Photos Baby Bob Mast Float on Capsized 14.2

Thread starter #1
Been meaning for a while to post some staged capsize photos of a Hobie Baby Bob equipped 1987 Capri 14.2 (Mod 1). Finally got around to it today while waiting out a thunderstorm warning. The wind was 10 to 15 MPH, mostly broadside against the hull bottom. I let the boat float on its side for about 15 minutes hoping for a 20+ gust but never got one. Did get some 15s though and the Bob never went under. Your mileage may vary.

The sail is nice and clean now from the long soak. Downside was seeing how cruddy my hull had gotten from being left in the water for three weeks - an hour of scrubbing and lake spider removal that I could have done without. :)

There is a 20 second video at the URL below for those who just can't get enough of seeing C14s go over and back. :)



Sailing on Shelter Bay
Thanks, interesing photos

Interesting because I was thinking of filling my mast with foam to prevent a turtle. However, now I see that only the tip of the mast is on the water when the boat is at about 90 degrees of heel. So the foam wouldn't be as effective because it is not out at the end, and because the further out the better effect (longer lever, or moment arm). So thanks, Jim M
foam vs float

Thanks for the pics. My son turtled ours, and so I ran out to the hardware store and got some foam. When I looked inside the mast with a flashlight, I found the foam was already there. :eek: The float is definitely the way to go.


Sailing on Shelter Bay
Thanks Jeff

Thanks for that information. I purchased the foam but didn't know if it would work or not. Apparently not. Again, this forum has been a big help. I think the reason the foam doesn't work is because it doesn't provide enough flotation way out at the end (top) of the mast where it is needed most. Actually sealing the mast so no water can get in would work as well, or slightly better, than filling it with foam. Jim M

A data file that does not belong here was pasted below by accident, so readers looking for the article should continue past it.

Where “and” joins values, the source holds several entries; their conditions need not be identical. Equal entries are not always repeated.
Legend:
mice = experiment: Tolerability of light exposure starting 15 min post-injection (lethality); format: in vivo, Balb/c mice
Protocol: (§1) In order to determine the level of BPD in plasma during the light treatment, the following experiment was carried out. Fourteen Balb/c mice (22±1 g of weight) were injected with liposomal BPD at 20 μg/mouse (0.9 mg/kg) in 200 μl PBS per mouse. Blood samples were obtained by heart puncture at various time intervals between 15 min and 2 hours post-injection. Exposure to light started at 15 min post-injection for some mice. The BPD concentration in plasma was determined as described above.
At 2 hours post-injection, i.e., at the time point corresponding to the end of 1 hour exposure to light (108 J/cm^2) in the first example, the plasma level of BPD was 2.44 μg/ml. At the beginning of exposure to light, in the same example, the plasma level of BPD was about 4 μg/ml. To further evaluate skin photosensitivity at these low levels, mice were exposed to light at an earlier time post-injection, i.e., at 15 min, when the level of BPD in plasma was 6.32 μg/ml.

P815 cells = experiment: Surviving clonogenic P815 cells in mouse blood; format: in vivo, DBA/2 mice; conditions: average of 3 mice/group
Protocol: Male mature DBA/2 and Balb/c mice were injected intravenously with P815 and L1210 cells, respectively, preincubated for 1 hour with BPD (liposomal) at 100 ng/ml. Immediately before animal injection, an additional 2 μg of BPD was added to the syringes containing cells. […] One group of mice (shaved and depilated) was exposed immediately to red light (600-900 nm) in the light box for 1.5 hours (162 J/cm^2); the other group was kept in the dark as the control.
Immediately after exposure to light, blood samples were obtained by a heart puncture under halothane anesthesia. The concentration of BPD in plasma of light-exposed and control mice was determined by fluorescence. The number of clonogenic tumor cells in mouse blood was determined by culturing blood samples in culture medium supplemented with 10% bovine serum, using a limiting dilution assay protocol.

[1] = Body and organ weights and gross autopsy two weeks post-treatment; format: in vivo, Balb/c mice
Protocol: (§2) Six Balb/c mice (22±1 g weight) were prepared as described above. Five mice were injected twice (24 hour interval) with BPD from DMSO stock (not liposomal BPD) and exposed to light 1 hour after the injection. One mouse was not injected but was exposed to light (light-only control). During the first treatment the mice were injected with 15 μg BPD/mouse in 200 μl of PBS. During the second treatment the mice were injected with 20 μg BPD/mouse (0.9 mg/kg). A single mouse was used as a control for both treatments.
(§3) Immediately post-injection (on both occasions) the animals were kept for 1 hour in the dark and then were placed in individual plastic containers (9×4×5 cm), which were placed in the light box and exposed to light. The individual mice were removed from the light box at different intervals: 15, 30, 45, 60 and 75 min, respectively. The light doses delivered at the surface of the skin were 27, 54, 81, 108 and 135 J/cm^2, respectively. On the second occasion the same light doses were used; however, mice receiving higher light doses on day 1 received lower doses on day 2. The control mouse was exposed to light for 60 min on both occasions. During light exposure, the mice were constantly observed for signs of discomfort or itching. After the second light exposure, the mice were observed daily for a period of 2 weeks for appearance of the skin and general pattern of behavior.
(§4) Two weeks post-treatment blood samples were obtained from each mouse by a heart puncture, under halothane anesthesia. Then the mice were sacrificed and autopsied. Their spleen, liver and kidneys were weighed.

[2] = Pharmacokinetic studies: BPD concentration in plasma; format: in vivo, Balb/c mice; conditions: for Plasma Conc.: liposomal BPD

Hey Jim, I bet the foam didn't provide enough floatation to prevent the turtling but probably helped my son to right the boat. It's a cheap and easy upgrade and I would say it can't hurt. I may buy a baby bob after seeing MajorH's great video performance :)
Thread starter #8
> Is the boat floating there? If it is it sure floats high in the water!

Yes, the boat was floating.

My C14 does float very high in the water. As shown in the photos below, there was only an inch or less of water over the starboard gunwale. The odd thing is that in my memory of several real world capsizes last summer there was no water over the gunwale at all. Its a strong memory but I guess its wrong.

The high floating can be a challenge if one's pull-up days are far in the past. In the video one can see that I am in waist deep water, so it was no problem to get up onto the centerboard. Out in the lake its a different matter with just your head and shoulders above water. The first time I went over, I had to cinch up my PDF really tight and pull it down a bit in order to get enough floating height to reach the board. At that time I couldn't do a full pull-up but I could get enough of my 250 lbs out of the water to get the roll started but the beginning motion was very slow. Since then I have shed 25 lbs, have made it a habit to do a few pull-ups every time I am around my dock, and I practice the righting drill the first week of each season. :)

By the way, I am 60. I didn't even start sailing until I was 58 - although I had recently done a fair amount of river kayaking and canoeing.


Thread starter #9
By the way, some have posted in other threads that turtling a C14 is no big deal. I agree with that except that the lake that I sail on is very shallow. A turtle would likely put the end of my mast into one or two feet of mud. I had that experience on a Sunfish and it was a bear to get it back up.